Okla. judge rules admitting privileges law constitutional

February 12, 2016 — An Oklahoma district judge on Thursday ruled that a state law (SB 1848) requiring abortion providers to have admitting privileges at nearby hospitals is constitutional, the AP/Sacramento Bee reports.

In the ruling, District Judge Don Andrews said the Oklahoma Supreme Court's temporary injunction will remain in place (Talley, AP/Sacramento Bee, 2/11).


The Center for Reproductive Rights (CRR) filed a lawsuit against the statute on behalf of Larry Burns, an abortion provider who owns the Abortion Surgery Center in Norman, Oklahoma. According to the lawsuit, the law would force Burns to close the clinic because he has not been able to meet the admitting privileges requirement after applying at 16 hospitals. Burns performs about 44% of abortion procedures in the state.

In October 2014, Oklahoma County District Court Judge Bill Graves ruled the admitting privileges law could take effect. CRR appealed to the state Supreme Court.

In November 2014, the Oklahoma Supreme Court temporarily blocked enforcement of the law, which had taken effect earlier that month. In an unanimous decision, the court wrote that the law would remain on hold until it is "fully and finally litigated." They noted that the decision was not an opinion on the legality of the law.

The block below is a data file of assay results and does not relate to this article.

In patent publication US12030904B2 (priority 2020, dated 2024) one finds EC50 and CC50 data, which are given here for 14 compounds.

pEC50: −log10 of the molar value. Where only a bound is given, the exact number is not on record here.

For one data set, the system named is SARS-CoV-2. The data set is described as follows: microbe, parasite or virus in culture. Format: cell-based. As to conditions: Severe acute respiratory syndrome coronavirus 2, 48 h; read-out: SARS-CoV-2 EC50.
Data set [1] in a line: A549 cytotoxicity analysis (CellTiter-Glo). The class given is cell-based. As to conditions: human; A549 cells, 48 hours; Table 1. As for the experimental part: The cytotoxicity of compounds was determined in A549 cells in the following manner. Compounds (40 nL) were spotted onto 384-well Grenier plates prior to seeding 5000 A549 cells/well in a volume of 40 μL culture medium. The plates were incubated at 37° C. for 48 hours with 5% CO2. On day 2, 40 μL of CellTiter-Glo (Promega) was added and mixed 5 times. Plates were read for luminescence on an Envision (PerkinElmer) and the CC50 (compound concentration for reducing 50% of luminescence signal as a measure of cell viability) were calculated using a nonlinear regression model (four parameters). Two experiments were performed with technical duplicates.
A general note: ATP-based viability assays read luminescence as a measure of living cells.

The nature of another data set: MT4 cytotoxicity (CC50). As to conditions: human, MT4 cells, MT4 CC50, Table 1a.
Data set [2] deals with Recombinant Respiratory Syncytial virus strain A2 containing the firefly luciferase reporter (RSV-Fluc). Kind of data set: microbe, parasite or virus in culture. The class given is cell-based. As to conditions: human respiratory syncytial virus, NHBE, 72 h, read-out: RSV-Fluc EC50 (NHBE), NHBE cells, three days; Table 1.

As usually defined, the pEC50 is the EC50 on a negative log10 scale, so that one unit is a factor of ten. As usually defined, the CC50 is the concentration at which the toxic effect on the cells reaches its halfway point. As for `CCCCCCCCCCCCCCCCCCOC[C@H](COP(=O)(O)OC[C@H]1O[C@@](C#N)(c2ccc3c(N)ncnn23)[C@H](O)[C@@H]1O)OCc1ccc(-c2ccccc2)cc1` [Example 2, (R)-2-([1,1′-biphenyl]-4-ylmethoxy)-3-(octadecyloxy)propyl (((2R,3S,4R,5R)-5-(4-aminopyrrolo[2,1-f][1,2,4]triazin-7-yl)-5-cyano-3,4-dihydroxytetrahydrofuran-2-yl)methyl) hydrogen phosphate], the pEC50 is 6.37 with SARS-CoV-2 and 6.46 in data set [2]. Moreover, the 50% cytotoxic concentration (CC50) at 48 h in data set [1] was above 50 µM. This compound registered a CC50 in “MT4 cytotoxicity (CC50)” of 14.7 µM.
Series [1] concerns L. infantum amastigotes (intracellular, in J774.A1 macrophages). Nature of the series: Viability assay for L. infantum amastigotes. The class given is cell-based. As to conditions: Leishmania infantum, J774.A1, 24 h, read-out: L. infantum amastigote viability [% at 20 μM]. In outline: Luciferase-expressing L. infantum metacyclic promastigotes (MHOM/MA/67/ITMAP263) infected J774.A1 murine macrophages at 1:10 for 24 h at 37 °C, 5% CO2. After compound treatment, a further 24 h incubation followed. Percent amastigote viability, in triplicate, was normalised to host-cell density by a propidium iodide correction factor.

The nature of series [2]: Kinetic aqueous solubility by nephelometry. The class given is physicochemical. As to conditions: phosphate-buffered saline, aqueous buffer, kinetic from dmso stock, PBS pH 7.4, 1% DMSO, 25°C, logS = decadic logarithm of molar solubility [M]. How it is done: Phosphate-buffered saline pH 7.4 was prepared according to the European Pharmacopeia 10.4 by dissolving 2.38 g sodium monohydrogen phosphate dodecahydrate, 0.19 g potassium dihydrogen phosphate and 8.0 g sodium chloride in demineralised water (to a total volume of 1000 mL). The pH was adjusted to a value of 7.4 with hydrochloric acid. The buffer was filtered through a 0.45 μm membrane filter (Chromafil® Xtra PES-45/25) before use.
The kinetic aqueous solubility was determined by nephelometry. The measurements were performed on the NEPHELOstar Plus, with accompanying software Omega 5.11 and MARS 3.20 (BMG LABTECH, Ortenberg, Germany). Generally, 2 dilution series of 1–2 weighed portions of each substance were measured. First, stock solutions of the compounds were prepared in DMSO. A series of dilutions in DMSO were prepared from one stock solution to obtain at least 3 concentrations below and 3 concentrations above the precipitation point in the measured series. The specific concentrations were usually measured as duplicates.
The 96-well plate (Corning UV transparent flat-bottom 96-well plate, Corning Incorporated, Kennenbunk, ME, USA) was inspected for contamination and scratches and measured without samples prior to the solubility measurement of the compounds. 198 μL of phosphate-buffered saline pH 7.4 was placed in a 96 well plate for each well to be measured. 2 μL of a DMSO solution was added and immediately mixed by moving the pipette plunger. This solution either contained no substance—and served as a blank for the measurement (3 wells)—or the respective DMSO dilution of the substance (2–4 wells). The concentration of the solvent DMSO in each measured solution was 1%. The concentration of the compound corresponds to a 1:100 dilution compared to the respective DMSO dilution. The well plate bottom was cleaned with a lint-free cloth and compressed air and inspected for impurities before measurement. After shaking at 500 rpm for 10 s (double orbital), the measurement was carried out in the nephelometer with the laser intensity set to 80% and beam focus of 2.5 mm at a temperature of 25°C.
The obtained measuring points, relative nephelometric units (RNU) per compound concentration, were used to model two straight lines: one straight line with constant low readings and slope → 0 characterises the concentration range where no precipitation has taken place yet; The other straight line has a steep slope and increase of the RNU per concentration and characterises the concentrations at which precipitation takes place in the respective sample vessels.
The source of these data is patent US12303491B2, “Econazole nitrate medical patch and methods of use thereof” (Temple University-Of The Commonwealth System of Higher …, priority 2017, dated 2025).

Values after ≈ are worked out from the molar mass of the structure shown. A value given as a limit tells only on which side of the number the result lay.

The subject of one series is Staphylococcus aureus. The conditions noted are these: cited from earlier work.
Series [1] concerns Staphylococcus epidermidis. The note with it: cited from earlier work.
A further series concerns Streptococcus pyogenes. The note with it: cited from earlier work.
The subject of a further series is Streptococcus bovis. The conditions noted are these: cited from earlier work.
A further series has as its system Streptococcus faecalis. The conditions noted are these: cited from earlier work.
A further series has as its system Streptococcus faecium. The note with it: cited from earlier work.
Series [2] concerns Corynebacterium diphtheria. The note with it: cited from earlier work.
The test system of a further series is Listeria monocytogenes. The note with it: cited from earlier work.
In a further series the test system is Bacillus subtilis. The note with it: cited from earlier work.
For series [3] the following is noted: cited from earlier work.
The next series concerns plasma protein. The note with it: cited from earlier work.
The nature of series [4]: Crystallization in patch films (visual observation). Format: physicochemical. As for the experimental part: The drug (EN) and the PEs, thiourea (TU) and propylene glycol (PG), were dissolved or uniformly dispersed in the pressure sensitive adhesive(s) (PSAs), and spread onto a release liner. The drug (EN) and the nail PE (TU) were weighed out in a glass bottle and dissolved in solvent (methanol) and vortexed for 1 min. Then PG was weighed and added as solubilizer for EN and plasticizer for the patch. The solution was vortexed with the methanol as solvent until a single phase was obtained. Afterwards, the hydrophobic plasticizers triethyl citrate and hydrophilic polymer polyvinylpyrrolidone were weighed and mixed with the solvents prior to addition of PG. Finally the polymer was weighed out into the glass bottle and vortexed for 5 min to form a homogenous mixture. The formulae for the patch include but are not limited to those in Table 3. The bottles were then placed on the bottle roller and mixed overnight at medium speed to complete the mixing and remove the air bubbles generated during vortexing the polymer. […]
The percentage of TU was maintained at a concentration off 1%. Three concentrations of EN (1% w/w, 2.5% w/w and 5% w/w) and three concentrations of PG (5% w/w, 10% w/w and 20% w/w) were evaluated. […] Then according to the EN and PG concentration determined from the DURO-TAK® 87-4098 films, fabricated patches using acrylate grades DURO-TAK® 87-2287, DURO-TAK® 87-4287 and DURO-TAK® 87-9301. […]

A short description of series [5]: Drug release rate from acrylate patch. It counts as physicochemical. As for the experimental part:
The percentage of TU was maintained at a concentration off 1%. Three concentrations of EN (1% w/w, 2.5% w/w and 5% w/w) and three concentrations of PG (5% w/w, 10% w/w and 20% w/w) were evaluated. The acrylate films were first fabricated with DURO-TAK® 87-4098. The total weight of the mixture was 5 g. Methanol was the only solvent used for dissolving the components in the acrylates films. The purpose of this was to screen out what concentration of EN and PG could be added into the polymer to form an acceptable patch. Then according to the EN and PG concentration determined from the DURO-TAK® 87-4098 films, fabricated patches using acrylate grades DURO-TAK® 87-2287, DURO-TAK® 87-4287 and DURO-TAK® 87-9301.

In July last year, Andrews said more information was needed to answer questions presented in the lawsuit, effectively leaving in place the injunction against the law until at least 2016 (Women's Health Policy Report, 7/14/15).

Ruling details

In Thursday's ruling, Andrews rejected CRR's argument that the law is unconstitutional and designed to close abortion clinics.

Andrews also rejected CRR's statements regarding Burns' efforts to get admitting privileges at local hospitals, contending that the plaintiff could comply with the requirement in other ways. According to the AP/Bee,court filings state that Burns' application for admitting privileges has been rejected by at least two hospitals because Burns could not commit to admitting the required number of patients per year. Burns said he has applied for privileges at several hospitals in the area but has yet to be granted approval by any one of them.

In addition, Andrews rejected CRR's argument that the law involves several different subjects, despite requirements in the state constitution that legislation pertain to only one subject. Andrews stated that all of the subjects included in the law related to the regulation of abortion clinics.

Appeal expected

CRR CEO Nancy Northrup said the organization plans to appeal the decision to the state Supreme Court. "Politicians across the country have made it their mission to cut off women's access to essential reproductive health care under the guise of protecting their health," she said, noting that forcing abortion clinics to close constitutes a direct threat to women's health (AP/Sacramento Bee, 2/11).